I must admit, that I don't really know specifically of things I've had to "opt out" of per se, but there have been numerous times in my career, to include basic training, tech school, and beyond that I've been uncomfortable in participating in mandatory formations in which prayers are held. Unfortunately, while I would love to just step out of formation and explain why later, I fear that doing so would put in more of a position where they would say "just go through the motions and stay where you are instead of disrupting things. I'd have to say the worst experience I've had was a time during tech school that I was being questioned about some trouble in which I had found myself. My MTL (military training leader) asked me directly, and behind closed doors, "do you believe in god?" I just told him "no" and he proceeded to explain to me rules of the Air Force regarding my situation with undertones of the morals reflected in those rules and where they "came from". I don't remember specifically as to whether or not he quoted the Bible or tried to bring up biblical stories, but is was one of the most emotionally prominent memories I have of the Air Force. I believe that the line between church and state has been blurred for far too long and needs to be redrawn with a VERY thick marker. It sickens me to think about the metaphysical ideas upon which decisions that affect the lives of myself, my fellow Airmen, my family and my country are based. I shudder to think of how life will be if the growing trend of religion in the government continues. It's been said that the war I fight even now is one based on religion. I don't think that's 100% true, but it's in no way 100% false either. It's a well-known fact that there have been more human beings killed on the face of this planet in the name of religions and gods than for any other cause or purpose. Religion's uncanny ability to obscure that fact and prevail over rationality prevents people, no matter how intelligent, from seeing this and putting a stop to it. This needs to come to an end. I only hope we, as a collection of races within one species can renounce religious dogma, and embrace rationality and logic and most of all life before we destroy it from the face of this earth forever over things that no one alive today can prove to be true.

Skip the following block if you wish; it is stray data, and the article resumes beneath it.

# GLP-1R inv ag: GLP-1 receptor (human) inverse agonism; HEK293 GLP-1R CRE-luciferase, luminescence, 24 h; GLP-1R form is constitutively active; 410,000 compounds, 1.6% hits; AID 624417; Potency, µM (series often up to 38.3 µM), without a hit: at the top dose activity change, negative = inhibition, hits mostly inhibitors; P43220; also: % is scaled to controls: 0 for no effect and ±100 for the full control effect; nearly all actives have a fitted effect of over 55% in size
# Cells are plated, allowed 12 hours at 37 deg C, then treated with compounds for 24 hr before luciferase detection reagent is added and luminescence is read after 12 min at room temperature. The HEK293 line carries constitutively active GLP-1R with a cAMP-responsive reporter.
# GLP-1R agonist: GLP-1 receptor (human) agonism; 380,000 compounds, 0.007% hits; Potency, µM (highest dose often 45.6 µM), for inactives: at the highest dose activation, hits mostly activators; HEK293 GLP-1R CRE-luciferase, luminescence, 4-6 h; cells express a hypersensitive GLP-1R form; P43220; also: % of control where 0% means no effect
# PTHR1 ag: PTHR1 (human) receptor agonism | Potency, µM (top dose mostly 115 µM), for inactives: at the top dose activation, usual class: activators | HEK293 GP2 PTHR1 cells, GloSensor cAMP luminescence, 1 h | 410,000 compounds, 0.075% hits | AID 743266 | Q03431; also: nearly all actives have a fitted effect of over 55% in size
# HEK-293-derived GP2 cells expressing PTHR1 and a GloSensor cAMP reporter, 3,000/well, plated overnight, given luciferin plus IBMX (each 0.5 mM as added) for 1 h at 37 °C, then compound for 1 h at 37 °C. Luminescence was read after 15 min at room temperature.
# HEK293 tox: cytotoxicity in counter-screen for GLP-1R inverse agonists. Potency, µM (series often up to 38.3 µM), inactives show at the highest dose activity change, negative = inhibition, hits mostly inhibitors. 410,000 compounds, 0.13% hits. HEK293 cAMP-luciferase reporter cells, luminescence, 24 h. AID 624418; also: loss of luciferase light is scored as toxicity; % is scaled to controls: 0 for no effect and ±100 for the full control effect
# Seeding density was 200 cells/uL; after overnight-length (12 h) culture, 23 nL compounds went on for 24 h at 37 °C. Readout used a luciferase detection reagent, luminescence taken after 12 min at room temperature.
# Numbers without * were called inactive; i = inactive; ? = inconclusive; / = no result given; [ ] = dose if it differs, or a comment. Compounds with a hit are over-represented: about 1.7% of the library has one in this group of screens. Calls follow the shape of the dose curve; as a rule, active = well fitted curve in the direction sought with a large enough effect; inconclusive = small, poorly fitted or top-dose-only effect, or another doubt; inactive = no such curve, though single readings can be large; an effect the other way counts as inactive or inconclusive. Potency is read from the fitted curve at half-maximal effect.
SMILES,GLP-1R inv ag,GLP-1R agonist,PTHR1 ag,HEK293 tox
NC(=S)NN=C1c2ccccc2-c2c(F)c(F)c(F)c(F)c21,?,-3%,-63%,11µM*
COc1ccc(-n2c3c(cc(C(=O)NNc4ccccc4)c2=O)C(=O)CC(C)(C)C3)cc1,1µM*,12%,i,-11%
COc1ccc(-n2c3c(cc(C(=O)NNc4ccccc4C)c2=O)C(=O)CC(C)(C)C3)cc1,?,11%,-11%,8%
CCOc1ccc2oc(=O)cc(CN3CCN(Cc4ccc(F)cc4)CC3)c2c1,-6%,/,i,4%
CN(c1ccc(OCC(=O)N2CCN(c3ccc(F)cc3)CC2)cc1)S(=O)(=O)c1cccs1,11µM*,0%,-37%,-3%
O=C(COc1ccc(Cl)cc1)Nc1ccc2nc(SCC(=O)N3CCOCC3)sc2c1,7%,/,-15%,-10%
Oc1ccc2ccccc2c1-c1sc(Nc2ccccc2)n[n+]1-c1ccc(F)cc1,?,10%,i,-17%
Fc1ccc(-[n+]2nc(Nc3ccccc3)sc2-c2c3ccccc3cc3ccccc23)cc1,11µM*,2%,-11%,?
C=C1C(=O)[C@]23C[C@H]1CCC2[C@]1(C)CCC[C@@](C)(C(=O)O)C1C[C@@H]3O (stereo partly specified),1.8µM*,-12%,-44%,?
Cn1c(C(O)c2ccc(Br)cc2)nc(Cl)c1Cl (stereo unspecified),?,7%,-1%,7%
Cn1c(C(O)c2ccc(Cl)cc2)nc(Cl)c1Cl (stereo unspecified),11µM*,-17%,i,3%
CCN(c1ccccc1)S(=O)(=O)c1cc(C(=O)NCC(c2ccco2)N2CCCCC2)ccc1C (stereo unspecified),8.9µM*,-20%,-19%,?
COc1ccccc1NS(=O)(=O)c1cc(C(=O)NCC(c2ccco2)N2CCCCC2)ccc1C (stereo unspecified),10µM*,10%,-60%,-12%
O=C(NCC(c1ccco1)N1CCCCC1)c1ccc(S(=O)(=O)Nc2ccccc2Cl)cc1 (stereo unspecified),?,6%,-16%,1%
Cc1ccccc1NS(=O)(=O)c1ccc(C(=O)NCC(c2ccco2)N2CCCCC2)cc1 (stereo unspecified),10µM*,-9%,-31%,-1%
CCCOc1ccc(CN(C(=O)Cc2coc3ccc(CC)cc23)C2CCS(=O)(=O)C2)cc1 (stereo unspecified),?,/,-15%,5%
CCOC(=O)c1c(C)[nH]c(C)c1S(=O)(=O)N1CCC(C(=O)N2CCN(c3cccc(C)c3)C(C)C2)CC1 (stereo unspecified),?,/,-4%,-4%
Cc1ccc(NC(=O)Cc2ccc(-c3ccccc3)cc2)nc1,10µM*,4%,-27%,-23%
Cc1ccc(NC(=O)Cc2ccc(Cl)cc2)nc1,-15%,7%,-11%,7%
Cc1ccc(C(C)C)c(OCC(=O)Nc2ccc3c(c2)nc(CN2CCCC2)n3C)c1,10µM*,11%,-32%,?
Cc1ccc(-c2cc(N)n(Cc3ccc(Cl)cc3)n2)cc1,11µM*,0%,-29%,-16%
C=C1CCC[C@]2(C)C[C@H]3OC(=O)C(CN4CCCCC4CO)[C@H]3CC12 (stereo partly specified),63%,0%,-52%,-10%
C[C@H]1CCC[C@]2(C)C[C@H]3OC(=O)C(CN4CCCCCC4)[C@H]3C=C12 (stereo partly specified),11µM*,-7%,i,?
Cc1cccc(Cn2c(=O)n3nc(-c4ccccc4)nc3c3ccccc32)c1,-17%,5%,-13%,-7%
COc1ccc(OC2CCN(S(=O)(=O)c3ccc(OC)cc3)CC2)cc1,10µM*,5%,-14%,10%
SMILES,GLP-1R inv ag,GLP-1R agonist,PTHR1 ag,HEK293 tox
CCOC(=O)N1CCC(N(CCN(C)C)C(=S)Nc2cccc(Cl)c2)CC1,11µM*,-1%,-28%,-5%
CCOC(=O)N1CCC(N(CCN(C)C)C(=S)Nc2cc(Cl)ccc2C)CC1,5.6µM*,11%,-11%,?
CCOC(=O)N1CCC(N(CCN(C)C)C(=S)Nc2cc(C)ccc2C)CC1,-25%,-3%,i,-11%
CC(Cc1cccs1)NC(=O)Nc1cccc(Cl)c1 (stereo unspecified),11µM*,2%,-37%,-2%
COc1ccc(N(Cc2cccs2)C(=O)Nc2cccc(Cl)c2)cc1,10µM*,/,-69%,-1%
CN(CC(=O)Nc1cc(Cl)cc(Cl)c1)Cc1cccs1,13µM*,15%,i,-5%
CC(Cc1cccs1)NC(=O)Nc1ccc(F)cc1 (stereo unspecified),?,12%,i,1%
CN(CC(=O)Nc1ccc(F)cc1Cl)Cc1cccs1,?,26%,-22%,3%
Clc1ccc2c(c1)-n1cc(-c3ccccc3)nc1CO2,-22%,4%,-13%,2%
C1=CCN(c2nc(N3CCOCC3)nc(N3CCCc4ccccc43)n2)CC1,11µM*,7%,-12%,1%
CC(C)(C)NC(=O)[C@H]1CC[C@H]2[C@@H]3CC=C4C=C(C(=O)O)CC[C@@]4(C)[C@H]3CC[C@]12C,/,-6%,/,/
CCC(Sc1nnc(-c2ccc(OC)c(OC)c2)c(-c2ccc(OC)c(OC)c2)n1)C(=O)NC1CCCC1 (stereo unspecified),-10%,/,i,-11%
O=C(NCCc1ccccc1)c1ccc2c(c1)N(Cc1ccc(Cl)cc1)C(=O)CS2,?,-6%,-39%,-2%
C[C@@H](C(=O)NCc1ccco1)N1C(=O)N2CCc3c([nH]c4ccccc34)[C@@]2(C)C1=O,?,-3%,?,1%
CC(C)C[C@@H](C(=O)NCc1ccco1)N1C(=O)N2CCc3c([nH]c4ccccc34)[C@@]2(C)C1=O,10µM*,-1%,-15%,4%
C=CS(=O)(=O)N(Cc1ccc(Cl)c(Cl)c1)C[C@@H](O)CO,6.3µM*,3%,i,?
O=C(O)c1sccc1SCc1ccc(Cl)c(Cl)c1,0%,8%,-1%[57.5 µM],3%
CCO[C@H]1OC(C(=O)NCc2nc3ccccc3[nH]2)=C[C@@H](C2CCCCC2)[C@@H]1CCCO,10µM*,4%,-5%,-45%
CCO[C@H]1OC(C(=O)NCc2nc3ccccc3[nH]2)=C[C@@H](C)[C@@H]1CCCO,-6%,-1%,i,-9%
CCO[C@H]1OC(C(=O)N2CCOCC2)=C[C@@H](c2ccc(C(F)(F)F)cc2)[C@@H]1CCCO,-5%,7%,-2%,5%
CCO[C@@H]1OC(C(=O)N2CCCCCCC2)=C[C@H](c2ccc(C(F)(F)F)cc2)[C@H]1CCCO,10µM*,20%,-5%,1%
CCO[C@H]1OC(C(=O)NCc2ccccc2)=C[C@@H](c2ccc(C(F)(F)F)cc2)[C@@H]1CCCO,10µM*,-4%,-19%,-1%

Navy Ensign Coey Sipes
Specialty: computer network manager
Dates of Service: Dec 2000 - Present
Decorations: Airmedal/Strike (2) Joint Commendation Medal, Joint Service Achievement Medal, Navy Achievement Medal (2) various unit and campaign awards VQ-1 2002-2006 ISO Operation Enduring and Iraqi Freedom NIOC CO 2006-2010, NCTS Naples ISO Odyssey Dawn